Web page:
Culture adds to Aspen’s coffers
The arts in Aspen and Snowmass are making an $85 million splash in the community, according to a recent study. In summer, when classical music, theater, ballet and visual arts compete for attention, it’s easy to see how the town’s cultural community is thriving. But to get a firm grasp on just how much local arts organizations affect the local economy, the Red Brick Center for the Arts commissioned an economic impact study last summer with funding from a city of Aspen grant.What it boils down to is an estimated total impact of $84.9 million from the events and organizations ($27.2 million) and their audiences ($57.7 million).In other words, arts patrons spend a fair amount of money when they visit town, said city of Aspen finance director Paul Menter. Total taxable retail sales in Aspen for 2003 were $371 million; $57.7 million that was linked to the arts, including hotel stays and dinners out.”There’s no question that the summer arts and music is of tremendous economic benefit to our community,” Menter said.But the study was about more than just economics; the arts community is a vital piece of the city’s soul.”It’s what we’re all about – back to the mind, body and spirit,” said Mayor Helen Klanderud, referring to the Aspen Idea. “We wouldn’t be Aspen without the arts and culture.”The study, results of which were released this week, surveyed 777 audience members at various arts events ranging from the Anderson Ranch Arts Center to Aspen Theatre in the Park. Specific arts organizations were also surveyed to determine their employment impact on the Aspen area economy.”Everyone was waiting with baited breath to hear the conclusions for this – it’s great information for future grant writing,” said Cindy Bingham, director of the Red Brick Center for the Arts. “This gives us a better picture of the whole arts scene.”Winter expansion opportunitiesWhile the arts have a sound following during Aspen’s summers, there is room for the arts community to grow in winter.According to survey respondents, arts events were the No. 1 reason for visiting Aspen in summer, but outdoor activities were the reason to visit in winter. Still, the survey indicated the arts enjoy a close second place in the winter. The conclusion to the study notes that arts organizations have a big opportunity to increase their winter events participation through marketing.”In the years I’ve been here, and perhaps more recently, the presence of arts in the winter has grown,” Klanderud noted. “Of course, it’ll never be the full performance schedule we have in the summer, but clearly concerts and openings at the art museum and the Writers Foundation’s lecture series, help to round out the winter.”And when you have a group that comes here in the winter and some people don’t want to ski, there’s always the arts,” Klanderud continued. “It’s a better opportunity for people with diverse interests to come here.”According to the study, more locals than visitors attend arts and cultural events in the winter. “I think we’ve always wanted the winter numbers to be humongous, and they are big,” added Bingham. “But we’d still love to see our winter numbers bigger.”Naomi Havlen’s e-mail address is email@example.com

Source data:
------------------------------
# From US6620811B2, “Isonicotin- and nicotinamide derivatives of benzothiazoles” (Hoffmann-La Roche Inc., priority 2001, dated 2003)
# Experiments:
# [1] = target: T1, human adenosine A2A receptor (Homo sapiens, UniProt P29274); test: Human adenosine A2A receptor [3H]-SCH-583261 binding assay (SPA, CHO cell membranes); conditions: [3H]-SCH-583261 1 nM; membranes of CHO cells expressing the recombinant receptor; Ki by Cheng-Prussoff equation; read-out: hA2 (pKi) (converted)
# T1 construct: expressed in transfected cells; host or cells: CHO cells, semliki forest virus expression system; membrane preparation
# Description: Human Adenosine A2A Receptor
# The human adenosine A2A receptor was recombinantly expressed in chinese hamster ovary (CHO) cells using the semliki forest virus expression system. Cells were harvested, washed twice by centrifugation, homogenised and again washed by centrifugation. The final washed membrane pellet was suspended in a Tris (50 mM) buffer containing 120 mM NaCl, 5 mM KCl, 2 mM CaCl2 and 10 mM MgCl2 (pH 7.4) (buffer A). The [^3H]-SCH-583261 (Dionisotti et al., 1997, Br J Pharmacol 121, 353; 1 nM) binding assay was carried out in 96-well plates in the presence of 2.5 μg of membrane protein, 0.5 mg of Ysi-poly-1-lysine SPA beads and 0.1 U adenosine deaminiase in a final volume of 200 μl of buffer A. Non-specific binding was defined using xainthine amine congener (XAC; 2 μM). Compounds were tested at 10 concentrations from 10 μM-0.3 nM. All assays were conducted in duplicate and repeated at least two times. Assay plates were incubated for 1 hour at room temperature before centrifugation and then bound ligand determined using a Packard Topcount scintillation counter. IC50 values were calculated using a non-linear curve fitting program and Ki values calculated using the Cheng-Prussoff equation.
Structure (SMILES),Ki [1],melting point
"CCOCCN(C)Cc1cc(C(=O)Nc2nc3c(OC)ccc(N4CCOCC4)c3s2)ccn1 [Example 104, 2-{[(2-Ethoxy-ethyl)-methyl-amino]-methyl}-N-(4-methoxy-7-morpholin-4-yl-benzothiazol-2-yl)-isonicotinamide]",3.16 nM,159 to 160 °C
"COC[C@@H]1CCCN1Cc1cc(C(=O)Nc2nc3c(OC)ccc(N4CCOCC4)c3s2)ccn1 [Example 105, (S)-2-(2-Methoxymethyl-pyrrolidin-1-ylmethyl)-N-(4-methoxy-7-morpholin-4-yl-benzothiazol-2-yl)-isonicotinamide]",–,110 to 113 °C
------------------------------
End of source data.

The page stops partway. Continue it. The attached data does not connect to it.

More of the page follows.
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A club led by two Aspen High School juniors will prepare six holiday meals for Pathfinders clients coping with chronic illness, stress, grief and loss.